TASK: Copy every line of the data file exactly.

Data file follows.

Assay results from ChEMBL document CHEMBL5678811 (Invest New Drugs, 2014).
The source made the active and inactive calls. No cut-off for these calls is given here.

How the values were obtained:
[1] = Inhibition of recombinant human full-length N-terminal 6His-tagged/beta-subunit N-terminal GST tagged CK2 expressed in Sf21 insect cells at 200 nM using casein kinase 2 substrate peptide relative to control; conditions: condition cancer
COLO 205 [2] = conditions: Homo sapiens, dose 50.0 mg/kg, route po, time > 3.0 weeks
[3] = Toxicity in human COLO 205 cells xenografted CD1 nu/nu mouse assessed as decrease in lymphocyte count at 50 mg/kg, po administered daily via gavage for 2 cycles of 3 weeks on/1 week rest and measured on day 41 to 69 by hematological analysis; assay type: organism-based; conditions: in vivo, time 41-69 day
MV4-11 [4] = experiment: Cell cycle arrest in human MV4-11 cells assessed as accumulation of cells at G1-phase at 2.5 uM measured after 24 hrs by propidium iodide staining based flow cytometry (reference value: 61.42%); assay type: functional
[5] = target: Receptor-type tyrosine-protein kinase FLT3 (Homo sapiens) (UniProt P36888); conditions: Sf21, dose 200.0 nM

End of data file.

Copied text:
Assay results from ChEMBL document CHEMBL5678811 (Invest New Drugs, 2014).
The source made the active and inactive calls. No cut-off for these calls is given here.

How the values were obtained:
[1] = Inhibition of recombinant human full-length N-terminal 6His-tagged/beta-subunit N-terminal GST tagged CK2 expressed in Sf21 insect cells at 200 nM using casein kinase 2 substrate peptide relative to control; conditions: condition cancer
COLO 205 [2] = conditions: Homo sapiens, dose 50.0 mg/kg, route po, time > 3.0 weeks
[3] = Toxicity in human COLO 205 cells xenografted CD1 nu/nu mouse assessed as decrease in lymphocyte count at 50 mg/kg, po administered daily via gavage for 2 cycles of 3 weeks on/1 week rest and measured on day 41 to 69 by hematological analysis; assay type: organism-based; conditions: in vivo, time 41-69 day
MV4-11 [4] = experiment: Cell cycle arrest in human MV4-11 cells assessed as accumulation of cells at G1-phase at 2.5 uM measured after 24 hrs by propidium iodide staining based flow cytometry (reference value: 61.42%); assay type: functional
[5] = target: Receptor-type tyrosine-protein kinase FLT3 (Homo sapiens) (UniProt P36888); conditions: Sf21, dose 200.0 nM